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Looks like the ornithologists are going to have to bite the bullet and intrduce seagull as a generic term.

 

Allan

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Anything can sell, I sold a pic of an outhouse in a snowstorm that was used to illustrate that in the good old days going to the bathroom was not all that good.  A large oak tree in my backyard died, and after it was cut down I got pics of the stump and it has sold.  I have a book called Photography Best Sellers that is from the late 80s that has the top 100 best selling stock photos from an agency.  That book is mostly commercially oriented but gives ideas.  I don't think you could get the prices they were getting back then. 

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As has been repeated many times - anything can sell - but I do feel that a reality check is sometimes needed for people who are new to the stock industry - and that is the odds factor.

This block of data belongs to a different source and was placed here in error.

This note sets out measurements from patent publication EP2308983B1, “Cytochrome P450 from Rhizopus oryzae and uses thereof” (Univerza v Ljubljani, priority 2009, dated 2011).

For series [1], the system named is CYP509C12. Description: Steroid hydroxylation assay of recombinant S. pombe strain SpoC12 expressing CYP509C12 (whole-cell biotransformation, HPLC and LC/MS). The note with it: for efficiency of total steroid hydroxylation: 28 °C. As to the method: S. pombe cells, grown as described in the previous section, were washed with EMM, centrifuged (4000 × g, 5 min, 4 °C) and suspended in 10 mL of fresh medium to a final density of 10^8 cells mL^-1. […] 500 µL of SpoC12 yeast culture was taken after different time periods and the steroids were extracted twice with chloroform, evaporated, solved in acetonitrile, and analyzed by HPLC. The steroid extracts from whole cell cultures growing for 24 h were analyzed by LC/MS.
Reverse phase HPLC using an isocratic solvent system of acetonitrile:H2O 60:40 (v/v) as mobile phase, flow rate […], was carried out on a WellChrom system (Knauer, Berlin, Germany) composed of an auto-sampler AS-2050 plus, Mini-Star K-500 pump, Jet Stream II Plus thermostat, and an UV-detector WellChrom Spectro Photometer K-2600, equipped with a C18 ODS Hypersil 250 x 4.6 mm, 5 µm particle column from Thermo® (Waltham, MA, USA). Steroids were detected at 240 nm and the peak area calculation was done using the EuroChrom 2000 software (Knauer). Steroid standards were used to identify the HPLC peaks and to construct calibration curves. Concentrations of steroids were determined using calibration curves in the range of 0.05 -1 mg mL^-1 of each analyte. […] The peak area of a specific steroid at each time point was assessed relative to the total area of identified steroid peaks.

You really have to add this little thought  - Alamy has 36 MILLION images in its catalogue - the subject range is massive, if you have a few hundred, or even thousand images available it is rare indeed that you will be the only image covered by a search term.  Have a look at what you are up against, and while I do not say that you should not add to oversubscribed subjects - just be aware of the odds that are stacked against you.

 

Loads of articles have extolled the virtues of selling stock, the road is paved with gold.

 

Well, it ain't, it is damned hard work, and it is easy to become obsessive about figures and methods of improving your sales, instead of improving your images and keywording.

 

Don't regard all of this as a downer, but enthusiasm can often overide reality and produce wildly enthusiastic expectations.....